Freight train in Netherlands, source: ProRail

Dutch rail freight operators consent with reduction of track access charges

RailGood, the branch organisation of the private rail freight carriers and operators in the Netherlands, has positively appreciated the government plans to reduce track access charges. The association considers that this measure will stimulate ‘a modal shift from the congested road network to the clean and safe railways’.

The position paper of RailGood coincided with certain initiatives of the Dutch government. On 19 July, the State Secretary for Infrastructure and Water Management sent to the Dutch Parliament a letter with a package of proposals vital for the country’s rail freight sector. The official noticed three important steps to be approved by the legislature:

  • reduction of the infra charges to the German level;
  • financial support of 70 million Euros over five years (2019-2023) with an interim evaluation in 2021;
  • a relatively higher subsidy rate for the train weight categories that the rail infrastructure manager ProRail uses in its infra charges.

According to the State Secretary for Infrastructure and Water Management, these measures will cause the increase of freight volumes on the Dutch railway network from 41.5 million tonnes in 2018 up to 54-61 million tonnes in 2030.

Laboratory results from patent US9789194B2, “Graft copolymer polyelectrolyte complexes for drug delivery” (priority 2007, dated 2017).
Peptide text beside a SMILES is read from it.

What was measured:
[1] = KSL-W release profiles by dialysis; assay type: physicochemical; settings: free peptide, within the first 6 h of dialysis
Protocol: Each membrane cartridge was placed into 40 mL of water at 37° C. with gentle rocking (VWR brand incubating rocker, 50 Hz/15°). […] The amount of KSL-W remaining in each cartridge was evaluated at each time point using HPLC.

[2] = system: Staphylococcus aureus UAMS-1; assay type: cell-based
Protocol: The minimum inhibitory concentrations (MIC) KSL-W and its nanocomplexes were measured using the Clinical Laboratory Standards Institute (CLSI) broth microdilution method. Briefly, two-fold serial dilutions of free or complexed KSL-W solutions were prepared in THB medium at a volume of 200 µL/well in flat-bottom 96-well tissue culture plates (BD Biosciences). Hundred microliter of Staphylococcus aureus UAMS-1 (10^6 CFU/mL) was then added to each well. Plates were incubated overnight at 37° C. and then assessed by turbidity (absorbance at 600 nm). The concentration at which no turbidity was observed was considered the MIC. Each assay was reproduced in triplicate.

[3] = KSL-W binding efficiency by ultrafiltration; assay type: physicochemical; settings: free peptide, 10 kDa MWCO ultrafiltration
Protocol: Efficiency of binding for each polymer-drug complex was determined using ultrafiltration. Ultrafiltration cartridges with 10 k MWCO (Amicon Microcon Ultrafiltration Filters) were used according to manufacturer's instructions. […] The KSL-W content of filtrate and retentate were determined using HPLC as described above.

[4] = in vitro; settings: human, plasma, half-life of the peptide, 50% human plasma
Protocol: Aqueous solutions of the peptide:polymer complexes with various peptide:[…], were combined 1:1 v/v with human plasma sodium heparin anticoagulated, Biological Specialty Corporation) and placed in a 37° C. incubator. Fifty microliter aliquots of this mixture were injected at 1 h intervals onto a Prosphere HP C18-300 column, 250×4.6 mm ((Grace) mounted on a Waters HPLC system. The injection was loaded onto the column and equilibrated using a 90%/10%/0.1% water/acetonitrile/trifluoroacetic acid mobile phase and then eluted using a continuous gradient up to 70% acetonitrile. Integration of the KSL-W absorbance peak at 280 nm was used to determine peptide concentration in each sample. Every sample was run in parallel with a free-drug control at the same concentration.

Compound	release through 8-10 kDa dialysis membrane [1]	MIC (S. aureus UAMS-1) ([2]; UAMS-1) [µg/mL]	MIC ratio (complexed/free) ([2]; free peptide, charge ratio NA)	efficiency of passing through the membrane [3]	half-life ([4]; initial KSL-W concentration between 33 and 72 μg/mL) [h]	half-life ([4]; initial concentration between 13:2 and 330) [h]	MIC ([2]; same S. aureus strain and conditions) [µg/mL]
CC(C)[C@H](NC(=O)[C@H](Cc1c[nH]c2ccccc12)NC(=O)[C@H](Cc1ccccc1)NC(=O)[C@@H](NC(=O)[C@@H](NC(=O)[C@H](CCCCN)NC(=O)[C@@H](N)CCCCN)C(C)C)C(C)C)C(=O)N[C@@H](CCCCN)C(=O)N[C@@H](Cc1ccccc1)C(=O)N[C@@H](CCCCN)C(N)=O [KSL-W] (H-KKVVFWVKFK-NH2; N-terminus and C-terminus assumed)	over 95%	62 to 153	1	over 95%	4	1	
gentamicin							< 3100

Subsidy scheme

In July the Ministry of Infrastructure and Water Management will publish the temporary subsidy scheme. It will take effect retroactively, from 1 January 2019. “The Dutch State Secretary for Infrastructure and Water Management, in accordance with a long-standing Dutch government tradition, sets conditions on top of the European frameworks for the implementation of the subsidy scheme,” the branch association noted in the position paper. With the subsidy scheme, the Dutch rail freight operators will receive an additional option to improve the service by reducing their costs. “RailGood is therefore content,” the organisation stated.

Also read:

Author: Mykola Zasiadko

Mykola Zasiadko is editor of online trade magazines RailTech.com and RailFreight.com.

Add your comment

characters remaining.

Log in through one of the following social media partners to comment.